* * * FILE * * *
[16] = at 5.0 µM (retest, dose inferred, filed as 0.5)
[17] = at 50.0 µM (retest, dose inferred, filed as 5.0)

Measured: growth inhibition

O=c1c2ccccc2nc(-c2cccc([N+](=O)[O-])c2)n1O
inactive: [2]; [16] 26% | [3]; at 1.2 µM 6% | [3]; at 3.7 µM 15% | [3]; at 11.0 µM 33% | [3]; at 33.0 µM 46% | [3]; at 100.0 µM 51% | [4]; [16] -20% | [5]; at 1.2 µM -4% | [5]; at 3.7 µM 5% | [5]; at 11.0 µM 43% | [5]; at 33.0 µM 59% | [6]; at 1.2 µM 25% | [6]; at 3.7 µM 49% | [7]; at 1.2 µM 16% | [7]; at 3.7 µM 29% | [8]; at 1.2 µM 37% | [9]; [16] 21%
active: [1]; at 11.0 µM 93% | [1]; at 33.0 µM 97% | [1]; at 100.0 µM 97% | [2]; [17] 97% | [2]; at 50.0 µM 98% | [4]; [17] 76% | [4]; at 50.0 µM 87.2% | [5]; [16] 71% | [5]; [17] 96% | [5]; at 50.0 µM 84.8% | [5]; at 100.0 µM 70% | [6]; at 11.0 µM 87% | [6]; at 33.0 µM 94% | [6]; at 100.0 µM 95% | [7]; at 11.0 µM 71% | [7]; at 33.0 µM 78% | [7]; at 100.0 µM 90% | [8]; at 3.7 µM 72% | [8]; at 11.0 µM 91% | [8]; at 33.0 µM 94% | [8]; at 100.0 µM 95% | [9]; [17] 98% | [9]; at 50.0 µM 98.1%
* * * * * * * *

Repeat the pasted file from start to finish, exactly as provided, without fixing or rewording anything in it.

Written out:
[16] = at 5.0 µM (retest, dose inferred, filed as 0.5)
[17] = at 50.0 µM (retest, dose inferred, filed as 5.0)

Measured: growth inhibition

O=c1c2ccccc2nc(-c2cccc([N+](=O)[O-])c2)n1O
inactive: [2]; [16] 26% | [3]; at 1.2 µM 6% | [3]; at 3.7 µM 15% | [3]; at 11.0 µM 33% | [3]; at 33.0 µM 46% | [3]; at 100.0 µM 51% | [4]; [16] -20% | [5]; at 1.2 µM -4% | [5]; at 3.7 µM 5% | [5]; at 11.0 µM 43% | [5]; at 33.0 µM 59% | [6]; at 1.2 µM 25% | [6]; at 3.7 µM 49% | [7]; at 1.2 µM 16% | [7]; at 3.7 µM 29% | [8]; at 1.2 µM 37% | [9]; [16] 21%
active: [1]; at 11.0 µM 93% | [1]; at 33.0 µM 97% | [1]; at 100.0 µM 97% | [2]; [17] 97% | [2]; at 50.0 µM 98% | [4]; [17] 76% | [4]; at 50.0 µM 87.2% | [5]; [16] 71% | [5]; [17] 96% | [5]; at 50.0 µM 84.8% | [5]; at 100.0 µM 70% | [6]; at 11.0 µM 87% | [6]; at 33.0 µM 94% | [6]; at 100.0 µM 95% | [7]; at 11.0 µM 71% | [7]; at 33.0 µM 78% | [7]; at 100.0 µM 90% | [8]; at 3.7 µM 72% | [8]; at 11.0 µM 91% | [8]; at 33.0 µM 94% | [8]; at 100.0 µM 95% | [9]; [17] 98% | [9]; at 50.0 µM 98.1%